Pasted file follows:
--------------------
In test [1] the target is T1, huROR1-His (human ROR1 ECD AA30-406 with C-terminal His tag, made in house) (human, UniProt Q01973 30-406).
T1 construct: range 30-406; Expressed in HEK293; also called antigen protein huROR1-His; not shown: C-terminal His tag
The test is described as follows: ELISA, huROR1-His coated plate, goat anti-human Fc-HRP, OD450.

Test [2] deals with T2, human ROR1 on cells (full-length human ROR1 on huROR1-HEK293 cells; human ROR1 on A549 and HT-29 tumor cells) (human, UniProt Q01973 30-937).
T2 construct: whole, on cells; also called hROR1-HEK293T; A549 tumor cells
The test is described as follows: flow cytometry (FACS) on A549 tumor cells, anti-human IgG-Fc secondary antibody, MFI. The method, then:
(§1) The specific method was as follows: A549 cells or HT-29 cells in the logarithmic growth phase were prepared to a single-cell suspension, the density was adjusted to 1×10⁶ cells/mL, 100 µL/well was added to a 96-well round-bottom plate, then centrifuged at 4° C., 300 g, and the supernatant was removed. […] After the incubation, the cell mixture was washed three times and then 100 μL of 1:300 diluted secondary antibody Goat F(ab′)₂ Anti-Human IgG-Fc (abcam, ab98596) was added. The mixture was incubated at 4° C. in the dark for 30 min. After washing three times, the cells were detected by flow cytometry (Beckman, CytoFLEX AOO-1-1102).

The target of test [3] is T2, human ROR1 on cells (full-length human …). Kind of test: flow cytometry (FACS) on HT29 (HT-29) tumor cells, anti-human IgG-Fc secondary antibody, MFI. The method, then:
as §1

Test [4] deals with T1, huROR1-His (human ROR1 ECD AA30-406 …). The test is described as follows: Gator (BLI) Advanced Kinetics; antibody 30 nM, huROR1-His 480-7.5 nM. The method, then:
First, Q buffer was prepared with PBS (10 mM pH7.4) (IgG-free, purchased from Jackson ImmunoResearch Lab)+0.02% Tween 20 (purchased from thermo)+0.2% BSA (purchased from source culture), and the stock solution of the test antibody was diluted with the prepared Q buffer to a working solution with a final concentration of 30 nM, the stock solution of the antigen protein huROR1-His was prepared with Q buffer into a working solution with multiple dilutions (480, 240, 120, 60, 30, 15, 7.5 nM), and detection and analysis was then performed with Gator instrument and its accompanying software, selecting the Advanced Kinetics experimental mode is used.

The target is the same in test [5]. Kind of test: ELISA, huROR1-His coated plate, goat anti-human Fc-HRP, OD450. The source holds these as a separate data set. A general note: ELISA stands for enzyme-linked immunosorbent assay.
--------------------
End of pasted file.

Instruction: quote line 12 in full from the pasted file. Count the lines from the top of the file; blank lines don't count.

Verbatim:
The target is the same in test [5]. Kind of test: ELISA, huROR1-His coated plate, goat anti-human Fc-HRP, OD450. The source holds these as a separate data set. A general note: ELISA stands for enzyme-linked immunosorbent assay.